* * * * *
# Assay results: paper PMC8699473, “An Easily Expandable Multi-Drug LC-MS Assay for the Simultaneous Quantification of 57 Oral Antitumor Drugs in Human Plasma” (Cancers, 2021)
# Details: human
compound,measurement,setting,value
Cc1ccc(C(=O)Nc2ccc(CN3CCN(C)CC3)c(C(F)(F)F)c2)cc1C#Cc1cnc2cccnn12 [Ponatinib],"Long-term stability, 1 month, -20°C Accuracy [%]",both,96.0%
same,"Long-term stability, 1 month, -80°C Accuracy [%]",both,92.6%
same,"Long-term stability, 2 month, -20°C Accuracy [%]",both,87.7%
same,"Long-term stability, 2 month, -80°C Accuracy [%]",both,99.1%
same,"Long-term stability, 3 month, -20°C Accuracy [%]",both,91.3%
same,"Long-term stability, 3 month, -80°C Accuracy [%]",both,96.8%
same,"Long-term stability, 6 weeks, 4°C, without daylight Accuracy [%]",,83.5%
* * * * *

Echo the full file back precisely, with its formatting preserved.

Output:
# Assay results: paper PMC8699473, “An Easily Expandable Multi-Drug LC-MS Assay for the Simultaneous Quantification of 57 Oral Antitumor Drugs in Human Plasma” (Cancers, 2021)
# Details: human
compound,measurement,setting,value
Cc1ccc(C(=O)Nc2ccc(CN3CCN(C)CC3)c(C(F)(F)F)c2)cc1C#Cc1cnc2cccnn12 [Ponatinib],"Long-term stability, 1 month, -20°C Accuracy [%]",both,96.0%
same,"Long-term stability, 1 month, -80°C Accuracy [%]",both,92.6%
same,"Long-term stability, 2 month, -20°C Accuracy [%]",both,87.7%
same,"Long-term stability, 2 month, -80°C Accuracy [%]",both,99.1%
same,"Long-term stability, 3 month, -20°C Accuracy [%]",both,91.3%
same,"Long-term stability, 3 month, -80°C Accuracy [%]",both,96.8%
same,"Long-term stability, 6 weeks, 4°C, without daylight Accuracy [%]",,83.5%